Climate Change Research

Early in the 2000s I joined with Nancy Olewiler, the head of SFU’s School of Public Policy, to set up an organisation called ACT. Our intention was to accept that a certain amount of climate change was bound to happen so we would work with local governments to help them deal with the consequences. Today her organisation is still flourishing and describes its mission on its website as follows.

“ACT at SFU was the first university-based think tank in North America dedicated to climate change adaptation and remains the only one focused on a comprehensive suite of adaptation research topics, spanning biodiversity, extreme weather, energy, water security, crops & food supply, sea level rise, health risks, population displacement, the nexus between water, food, energy and biodiversity, infrastructure adaptation funding, green infrastructure, and low carbon resilience (LCR) – the integration of adaptation and emissions reduction.”

In 2014, I became a Commissioner of The Canadian Ecofiscal Commission, an NGO devoted to developing methods for reducing climate-change-causing emissions through market mechanisms rather than fiat. After that commission ended its work, I joined another organisation called Climate Choices with more or less the same purpose.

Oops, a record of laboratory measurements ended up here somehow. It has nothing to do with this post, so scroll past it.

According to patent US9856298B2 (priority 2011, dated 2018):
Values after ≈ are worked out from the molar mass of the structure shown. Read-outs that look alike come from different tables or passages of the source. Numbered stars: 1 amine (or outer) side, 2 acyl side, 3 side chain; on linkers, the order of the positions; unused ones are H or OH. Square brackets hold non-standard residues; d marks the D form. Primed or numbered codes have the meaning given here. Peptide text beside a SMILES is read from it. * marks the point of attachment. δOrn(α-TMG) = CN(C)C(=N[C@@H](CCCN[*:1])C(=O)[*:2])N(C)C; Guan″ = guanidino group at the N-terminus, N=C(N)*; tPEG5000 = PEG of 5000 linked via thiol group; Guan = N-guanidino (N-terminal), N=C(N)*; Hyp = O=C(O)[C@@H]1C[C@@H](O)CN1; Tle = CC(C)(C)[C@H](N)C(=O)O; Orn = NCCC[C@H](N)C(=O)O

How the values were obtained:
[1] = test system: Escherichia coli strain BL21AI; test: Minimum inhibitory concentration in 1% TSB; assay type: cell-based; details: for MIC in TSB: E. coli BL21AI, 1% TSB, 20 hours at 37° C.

I have many times argued publicly with those who believe it is necessary to stop growth in order to control climate-causing emissions. In contrast, I argue that it is possible to have both a green and growing economy, particularly since technological change lies at the heart of growth and contributes to our ability to deal with its consequences. In 2019 I published the substance of my argument in a chapter called “Policies for Green Growth Versus Policies for No Growth: a matter of timing” in The Handbook of Green Growth edited by Roger Foquet.